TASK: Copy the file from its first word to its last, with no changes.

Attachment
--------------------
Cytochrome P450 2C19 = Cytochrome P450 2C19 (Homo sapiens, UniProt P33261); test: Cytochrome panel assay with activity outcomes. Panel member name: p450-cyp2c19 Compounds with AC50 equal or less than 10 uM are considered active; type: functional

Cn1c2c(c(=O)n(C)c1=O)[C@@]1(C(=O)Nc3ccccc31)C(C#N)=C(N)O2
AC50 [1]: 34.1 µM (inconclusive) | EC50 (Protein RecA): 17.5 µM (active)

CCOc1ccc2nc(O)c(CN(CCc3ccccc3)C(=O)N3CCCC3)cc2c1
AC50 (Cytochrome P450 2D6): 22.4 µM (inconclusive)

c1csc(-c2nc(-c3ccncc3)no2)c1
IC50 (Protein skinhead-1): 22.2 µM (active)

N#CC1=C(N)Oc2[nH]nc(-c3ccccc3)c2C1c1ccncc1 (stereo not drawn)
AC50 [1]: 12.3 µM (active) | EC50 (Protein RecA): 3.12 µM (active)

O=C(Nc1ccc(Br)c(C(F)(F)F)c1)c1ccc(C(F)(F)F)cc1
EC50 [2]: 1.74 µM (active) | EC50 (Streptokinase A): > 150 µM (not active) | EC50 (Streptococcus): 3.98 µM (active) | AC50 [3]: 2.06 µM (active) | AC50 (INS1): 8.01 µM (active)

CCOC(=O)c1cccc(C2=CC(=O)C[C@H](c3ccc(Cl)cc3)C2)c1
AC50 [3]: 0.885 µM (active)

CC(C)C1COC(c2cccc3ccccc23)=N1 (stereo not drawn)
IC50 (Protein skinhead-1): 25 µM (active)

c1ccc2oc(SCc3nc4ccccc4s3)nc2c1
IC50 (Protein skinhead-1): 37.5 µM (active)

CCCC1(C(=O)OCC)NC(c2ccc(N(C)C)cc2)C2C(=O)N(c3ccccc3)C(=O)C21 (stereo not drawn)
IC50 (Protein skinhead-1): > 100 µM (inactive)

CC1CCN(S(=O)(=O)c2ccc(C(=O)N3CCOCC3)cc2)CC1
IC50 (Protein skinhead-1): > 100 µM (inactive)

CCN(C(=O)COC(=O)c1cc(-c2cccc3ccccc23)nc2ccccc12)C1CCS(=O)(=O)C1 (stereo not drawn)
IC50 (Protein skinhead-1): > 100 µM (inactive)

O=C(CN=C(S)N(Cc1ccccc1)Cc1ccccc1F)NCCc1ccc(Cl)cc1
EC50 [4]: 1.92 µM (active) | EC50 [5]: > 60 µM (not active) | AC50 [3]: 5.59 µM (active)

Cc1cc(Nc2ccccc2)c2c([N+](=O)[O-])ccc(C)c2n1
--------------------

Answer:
Cytochrome P450 2C19 = Cytochrome P450 2C19 (Homo sapiens, UniProt P33261); test: Cytochrome panel assay with activity outcomes. Panel member name: p450-cyp2c19 Compounds with AC50 equal or less than 10 uM are considered active; type: functional

Cn1c2c(c(=O)n(C)c1=O)[C@@]1(C(=O)Nc3ccccc31)C(C#N)=C(N)O2
AC50 [1]: 34.1 µM (inconclusive) | EC50 (Protein RecA): 17.5 µM (active)

CCOc1ccc2nc(O)c(CN(CCc3ccccc3)C(=O)N3CCCC3)cc2c1
AC50 (Cytochrome P450 2D6): 22.4 µM (inconclusive)

c1csc(-c2nc(-c3ccncc3)no2)c1
IC50 (Protein skinhead-1): 22.2 µM (active)

N#CC1=C(N)Oc2[nH]nc(-c3ccccc3)c2C1c1ccncc1 (stereo not drawn)
AC50 [1]: 12.3 µM (active) | EC50 (Protein RecA): 3.12 µM (active)

O=C(Nc1ccc(Br)c(C(F)(F)F)c1)c1ccc(C(F)(F)F)cc1
EC50 [2]: 1.74 µM (active) | EC50 (Streptokinase A): > 150 µM (not active) | EC50 (Streptococcus): 3.98 µM (active) | AC50 [3]: 2.06 µM (active) | AC50 (INS1): 8.01 µM (active)

CCOC(=O)c1cccc(C2=CC(=O)C[C@H](c3ccc(Cl)cc3)C2)c1
AC50 [3]: 0.885 µM (active)

CC(C)C1COC(c2cccc3ccccc23)=N1 (stereo not drawn)
IC50 (Protein skinhead-1): 25 µM (active)

c1ccc2oc(SCc3nc4ccccc4s3)nc2c1
IC50 (Protein skinhead-1): 37.5 µM (active)

CCCC1(C(=O)OCC)NC(c2ccc(N(C)C)cc2)C2C(=O)N(c3ccccc3)C(=O)C21 (stereo not drawn)
IC50 (Protein skinhead-1): > 100 µM (inactive)

CC1CCN(S(=O)(=O)c2ccc(C(=O)N3CCOCC3)cc2)CC1
IC50 (Protein skinhead-1): > 100 µM (inactive)

CCN(C(=O)COC(=O)c1cc(-c2cccc3ccccc23)nc2ccccc12)C1CCS(=O)(=O)C1 (stereo not drawn)
IC50 (Protein skinhead-1): > 100 µM (inactive)

O=C(CN=C(S)N(Cc1ccccc1)Cc1ccccc1F)NCCc1ccc(Cl)cc1
EC50 [4]: 1.92 µM (active) | EC50 [5]: > 60 µM (not active) | AC50 [3]: 5.59 µM (active)

Cc1cc(Nc2ccccc2)c2c([N+](=O)[O-])ccc(C)c2n1